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today's word on

Thursday, February 10, 2005

Those were the days:

"The way I had it is all gone now. The bars are
gone, the drinkers, gone. There remain the smartest, healthiest newspeople in the history of the business. And they are so boring that they kill the business right in front of you."

--Jimmy Breslin, newspaper columnist, 1996 (Thanks to alert WORDster Jim Doyle)


Candlelight vigil observes struggles in society are not over

REMEMBERING: USU students and friends hold lighted candles in memory of Dr. Martin Luther King Jr. / Photo by Jared Ocana

By Megan Roe

January 20, 2005 | Social change must occur to fulfill Martin Luther King Jr.'s dream to erase racism, poverty and violence, keynote speaker Darron Smith said at a candlelight vigil held in King's honor in the Taggart Student Center Sunburst Lounge Tuesday night.

"Until all Americans have three square meals a day and jobs provided with equal pay for equal service, this particular commemoration is nothing more than an observance," Smith said. "It needs to be a new beginning. It needs to be a jump-start for deep reflection about Dr. King's dreams.

Smith, a doctoral student and University of Utah, adjunct faculty member at Brigham Young University and author of "Black and Mormon," said anti-racist white people need to educate other whites about the challenges that black people face in American society.

"It is imperative that social and civil rights reform begin with all Americans, white people in particular," Smith said. "Until white people become outraged about racism and equal causes, social change will remain elusive.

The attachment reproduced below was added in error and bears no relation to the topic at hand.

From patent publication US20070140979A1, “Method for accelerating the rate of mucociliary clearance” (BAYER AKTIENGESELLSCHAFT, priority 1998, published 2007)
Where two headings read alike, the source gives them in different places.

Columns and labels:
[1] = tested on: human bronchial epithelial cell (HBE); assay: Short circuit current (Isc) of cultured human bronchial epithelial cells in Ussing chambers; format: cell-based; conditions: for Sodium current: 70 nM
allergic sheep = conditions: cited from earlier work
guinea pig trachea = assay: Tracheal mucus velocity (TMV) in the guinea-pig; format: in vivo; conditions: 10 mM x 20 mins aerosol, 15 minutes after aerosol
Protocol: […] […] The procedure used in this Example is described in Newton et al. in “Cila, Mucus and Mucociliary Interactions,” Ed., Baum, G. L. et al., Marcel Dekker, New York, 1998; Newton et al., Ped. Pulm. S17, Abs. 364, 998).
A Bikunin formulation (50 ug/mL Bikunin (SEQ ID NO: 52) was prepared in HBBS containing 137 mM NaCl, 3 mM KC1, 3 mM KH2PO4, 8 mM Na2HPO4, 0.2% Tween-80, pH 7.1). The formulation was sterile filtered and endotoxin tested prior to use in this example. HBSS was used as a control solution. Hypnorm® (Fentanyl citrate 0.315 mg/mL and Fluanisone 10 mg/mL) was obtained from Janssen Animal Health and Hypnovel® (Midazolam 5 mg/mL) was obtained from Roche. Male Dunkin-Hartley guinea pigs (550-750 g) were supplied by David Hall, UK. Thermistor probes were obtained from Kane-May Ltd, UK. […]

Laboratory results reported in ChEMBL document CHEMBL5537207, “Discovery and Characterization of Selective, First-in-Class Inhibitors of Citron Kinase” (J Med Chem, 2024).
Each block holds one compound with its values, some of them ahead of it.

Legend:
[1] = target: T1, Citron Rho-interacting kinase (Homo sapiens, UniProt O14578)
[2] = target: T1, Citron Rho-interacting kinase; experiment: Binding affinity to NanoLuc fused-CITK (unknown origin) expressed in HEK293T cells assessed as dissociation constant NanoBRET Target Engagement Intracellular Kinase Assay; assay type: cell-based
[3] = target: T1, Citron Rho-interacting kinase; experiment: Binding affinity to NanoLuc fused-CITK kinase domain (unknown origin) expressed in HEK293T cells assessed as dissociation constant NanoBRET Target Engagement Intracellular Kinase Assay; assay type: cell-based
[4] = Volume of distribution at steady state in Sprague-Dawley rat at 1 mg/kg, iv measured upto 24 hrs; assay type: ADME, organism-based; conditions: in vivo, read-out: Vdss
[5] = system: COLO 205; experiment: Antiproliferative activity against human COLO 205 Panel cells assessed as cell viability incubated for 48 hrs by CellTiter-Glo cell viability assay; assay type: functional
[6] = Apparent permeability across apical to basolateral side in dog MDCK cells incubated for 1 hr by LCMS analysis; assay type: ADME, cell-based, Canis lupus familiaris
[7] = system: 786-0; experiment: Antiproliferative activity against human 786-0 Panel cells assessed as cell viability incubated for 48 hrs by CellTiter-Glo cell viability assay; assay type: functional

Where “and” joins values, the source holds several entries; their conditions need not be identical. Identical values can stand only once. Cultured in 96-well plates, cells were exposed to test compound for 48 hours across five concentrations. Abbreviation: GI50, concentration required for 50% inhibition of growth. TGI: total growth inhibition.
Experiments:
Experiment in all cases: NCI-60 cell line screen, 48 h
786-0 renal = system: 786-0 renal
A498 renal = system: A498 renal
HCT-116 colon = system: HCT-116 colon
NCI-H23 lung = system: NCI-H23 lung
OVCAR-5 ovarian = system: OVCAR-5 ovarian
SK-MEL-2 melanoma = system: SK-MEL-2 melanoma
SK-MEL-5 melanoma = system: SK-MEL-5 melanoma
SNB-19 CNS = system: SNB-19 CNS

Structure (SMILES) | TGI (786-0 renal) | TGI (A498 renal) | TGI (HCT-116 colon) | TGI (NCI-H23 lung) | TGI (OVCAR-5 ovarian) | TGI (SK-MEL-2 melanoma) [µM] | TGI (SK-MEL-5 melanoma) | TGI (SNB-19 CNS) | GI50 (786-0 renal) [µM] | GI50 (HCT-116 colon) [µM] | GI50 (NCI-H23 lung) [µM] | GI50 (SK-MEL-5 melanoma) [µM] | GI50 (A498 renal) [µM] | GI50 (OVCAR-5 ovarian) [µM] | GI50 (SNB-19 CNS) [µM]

Three other men spoke at the vigil. Mike Addo, a graduate student at USU, Gabe Carter, the ASUSU Campus Diversity vice president, and Moises Diaz, the Director of the Multicultural Student Services at USU all spoke on the importance of King's vision. After Smith's talk, the audience lit white candles while watching a slideshow presentation featuring King's famous "I Have a Dream" speech.

Candace Mayweather, a senior majoring in liberal arts, agreed with Smith. She said King made it possible for minorities to have opportunities, but his work needs to continue on.

"We need to keep educating people and letting them know that the struggle isn't over, that it's really just beginning," Mayweather said. "We've come along way, but there are still tons of things that could be changed for the better.

Smith said many white Americans are colorblind racists, they don't understand why circumstances must improve for blacks. He said white people don't see racism because they are the beneficiaries of it.

"In order for America to be the nation it could be, we must continue to push for change. The dream is not yet fulfilled," Smith said. "I call on all civil-minded and civil-rights oriented individuals to rise up to this occasion.


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